Chakaia Booker

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Chakaia Booker is an American artist who was born in Newark, New Jersey in 1953.

Background[edit]

Booker received a Bachelor of Arts in Sociology from Rutgers University in 1976. She then received her Master of Fine Arts from the City College of New York (CUNY) in 1993. Now in her fifties, Booker has studied a variety of different subjects including African dance, ceramics, weaving, basketry as well as t'ai chi which all contribute to her interesting artistic practices.[1] Booker always felt the need to utilize these skills differently as a means of experimentation and play. These skills were all translated into a tool for creating her elaborate sculptures.

Art[edit]

"Like her sculptures, Booker is a carefully assembled and richly layered individual who sees herself as a sculpture through her tasks of dressing, sewing, cooking, and other daily activities which she considers to be art forms in their own rights."[2] Beginning in the 1980s Booker created wearable sculptures which she could place herself inside and utilize as clothing. "The wearable garment sculpture was about getting energy and feeling from a desired design."[3] Booker continues to create a wearable sculpture in response to the materials which she uses in her current work. From her creations of wearable sculptures in the 1980s, Booker began to create work from discarded materials which she found at conduction sites. These found materials each had its own purpose, history, and use which she finds interesting. This search for discarded materials brings us to the "rubber tire" from which her most notorious work is created.

Chakaia Booker began working with rubber tires in the early 1990s and presently continues to work in this medium. The various tread patterns, colors, and widths which the tires possess create a palette for Booker similar to the palette of painter. Booker's utiliztation of tires was considered to be an "aesthetic response to the urban landscape of Northern New Jersey."[4] The rubber and tires were transformed into fluid materials giving them a new life and energy. The tires represented metaphors which satisfied aesthetic, political, and economic concerns.[5]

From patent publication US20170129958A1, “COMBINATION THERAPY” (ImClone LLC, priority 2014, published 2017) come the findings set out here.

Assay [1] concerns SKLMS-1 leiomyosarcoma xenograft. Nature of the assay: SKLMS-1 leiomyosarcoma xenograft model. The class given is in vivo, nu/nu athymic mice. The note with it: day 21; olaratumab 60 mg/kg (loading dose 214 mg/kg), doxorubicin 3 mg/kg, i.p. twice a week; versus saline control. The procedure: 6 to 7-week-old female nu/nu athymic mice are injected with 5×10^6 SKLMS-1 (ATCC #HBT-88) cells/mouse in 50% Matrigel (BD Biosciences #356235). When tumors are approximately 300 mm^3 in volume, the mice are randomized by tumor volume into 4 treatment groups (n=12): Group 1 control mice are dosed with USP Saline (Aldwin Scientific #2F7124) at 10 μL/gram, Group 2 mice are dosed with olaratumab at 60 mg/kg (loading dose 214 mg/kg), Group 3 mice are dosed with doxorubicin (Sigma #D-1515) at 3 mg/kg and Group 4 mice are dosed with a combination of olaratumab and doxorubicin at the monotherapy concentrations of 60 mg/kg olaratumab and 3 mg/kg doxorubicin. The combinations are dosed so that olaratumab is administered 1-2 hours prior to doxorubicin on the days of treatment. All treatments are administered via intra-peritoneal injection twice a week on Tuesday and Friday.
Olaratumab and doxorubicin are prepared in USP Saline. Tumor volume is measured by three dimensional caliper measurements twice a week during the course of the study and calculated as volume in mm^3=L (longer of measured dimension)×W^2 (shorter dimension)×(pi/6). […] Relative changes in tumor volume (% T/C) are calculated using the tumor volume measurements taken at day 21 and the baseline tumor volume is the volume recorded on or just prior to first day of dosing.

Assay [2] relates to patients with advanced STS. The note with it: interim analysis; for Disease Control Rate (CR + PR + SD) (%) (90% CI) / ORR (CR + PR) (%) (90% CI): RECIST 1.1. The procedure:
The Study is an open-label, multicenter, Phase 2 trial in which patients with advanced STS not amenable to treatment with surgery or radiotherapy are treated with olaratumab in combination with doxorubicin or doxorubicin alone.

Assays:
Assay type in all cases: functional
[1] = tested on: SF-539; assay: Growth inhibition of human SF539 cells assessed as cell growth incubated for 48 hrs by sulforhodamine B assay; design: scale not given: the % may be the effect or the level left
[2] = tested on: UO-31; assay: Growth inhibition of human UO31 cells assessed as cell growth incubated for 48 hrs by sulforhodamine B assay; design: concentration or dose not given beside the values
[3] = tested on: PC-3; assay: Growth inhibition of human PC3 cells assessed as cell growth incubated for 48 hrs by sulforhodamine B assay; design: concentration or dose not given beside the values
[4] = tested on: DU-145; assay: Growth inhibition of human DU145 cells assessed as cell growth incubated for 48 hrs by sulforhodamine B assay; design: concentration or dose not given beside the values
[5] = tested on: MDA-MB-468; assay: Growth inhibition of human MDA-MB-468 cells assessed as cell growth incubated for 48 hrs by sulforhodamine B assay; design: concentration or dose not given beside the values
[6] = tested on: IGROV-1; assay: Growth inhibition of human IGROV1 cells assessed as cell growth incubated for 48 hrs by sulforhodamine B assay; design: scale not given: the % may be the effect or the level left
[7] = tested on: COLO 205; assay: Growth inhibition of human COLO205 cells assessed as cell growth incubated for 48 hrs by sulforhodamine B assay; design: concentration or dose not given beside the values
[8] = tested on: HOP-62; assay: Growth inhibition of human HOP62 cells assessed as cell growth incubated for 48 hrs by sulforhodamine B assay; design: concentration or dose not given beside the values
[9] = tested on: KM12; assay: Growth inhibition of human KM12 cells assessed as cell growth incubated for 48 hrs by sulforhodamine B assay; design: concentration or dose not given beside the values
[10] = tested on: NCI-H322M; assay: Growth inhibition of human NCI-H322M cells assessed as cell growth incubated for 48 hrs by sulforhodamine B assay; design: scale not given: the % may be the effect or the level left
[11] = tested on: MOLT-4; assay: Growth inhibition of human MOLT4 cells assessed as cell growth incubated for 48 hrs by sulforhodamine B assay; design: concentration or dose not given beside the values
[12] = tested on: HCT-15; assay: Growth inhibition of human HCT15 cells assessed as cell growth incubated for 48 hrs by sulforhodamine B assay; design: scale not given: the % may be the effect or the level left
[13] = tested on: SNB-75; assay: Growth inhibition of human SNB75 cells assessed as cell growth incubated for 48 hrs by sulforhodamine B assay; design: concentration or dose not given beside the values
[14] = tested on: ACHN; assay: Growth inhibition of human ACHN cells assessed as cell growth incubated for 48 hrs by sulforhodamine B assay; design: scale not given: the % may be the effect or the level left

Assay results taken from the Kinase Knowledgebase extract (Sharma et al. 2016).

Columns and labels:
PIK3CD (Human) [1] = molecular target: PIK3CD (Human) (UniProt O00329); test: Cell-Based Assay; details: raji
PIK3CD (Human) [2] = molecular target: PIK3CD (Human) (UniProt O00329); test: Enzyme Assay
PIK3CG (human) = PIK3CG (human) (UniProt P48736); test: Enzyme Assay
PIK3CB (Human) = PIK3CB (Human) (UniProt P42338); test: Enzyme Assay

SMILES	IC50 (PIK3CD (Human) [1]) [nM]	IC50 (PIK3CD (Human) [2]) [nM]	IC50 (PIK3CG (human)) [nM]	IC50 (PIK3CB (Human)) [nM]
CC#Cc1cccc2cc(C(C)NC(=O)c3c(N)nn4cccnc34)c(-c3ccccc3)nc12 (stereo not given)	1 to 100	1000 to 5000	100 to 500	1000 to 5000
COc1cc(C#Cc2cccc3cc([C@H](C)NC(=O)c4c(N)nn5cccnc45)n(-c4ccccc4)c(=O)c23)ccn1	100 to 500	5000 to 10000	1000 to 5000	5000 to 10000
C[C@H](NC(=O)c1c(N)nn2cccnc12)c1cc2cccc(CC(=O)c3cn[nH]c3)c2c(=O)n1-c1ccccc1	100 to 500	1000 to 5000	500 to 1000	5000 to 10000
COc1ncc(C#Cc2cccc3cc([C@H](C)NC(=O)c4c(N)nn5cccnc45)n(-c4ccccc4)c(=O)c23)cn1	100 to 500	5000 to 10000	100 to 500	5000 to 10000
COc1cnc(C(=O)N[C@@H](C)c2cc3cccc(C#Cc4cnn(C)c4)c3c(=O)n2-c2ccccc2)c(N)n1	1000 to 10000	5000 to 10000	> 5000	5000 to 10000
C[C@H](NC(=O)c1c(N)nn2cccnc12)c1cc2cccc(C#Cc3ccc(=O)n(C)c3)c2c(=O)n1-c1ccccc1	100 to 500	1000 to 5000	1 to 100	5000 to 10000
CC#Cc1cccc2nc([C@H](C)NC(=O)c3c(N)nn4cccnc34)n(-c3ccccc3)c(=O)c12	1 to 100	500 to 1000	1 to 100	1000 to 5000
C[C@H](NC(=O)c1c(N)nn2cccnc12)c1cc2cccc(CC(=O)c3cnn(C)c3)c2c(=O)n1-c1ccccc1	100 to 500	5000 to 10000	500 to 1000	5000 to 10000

Booker's work has layers and layers of meaning loaded with social concerns throughout. The sculptures which were created with the tires are said to address African American identity. The black tires symbolize the strength of African American identity while the color nuances are meant to evoke the complexities of the black humans application.[6] "The varying pigments ranging from blue-black, deep grey and brown, sometimes stamped with blue or red as well as textures- matte, smooth, glossy, cracked, game encrusted represent the range of African American skin tones."[5] salvaging such defiant beauty from scraps of resilient black, rubber provide a compelling metaphor of African American survival in the modern world."[7]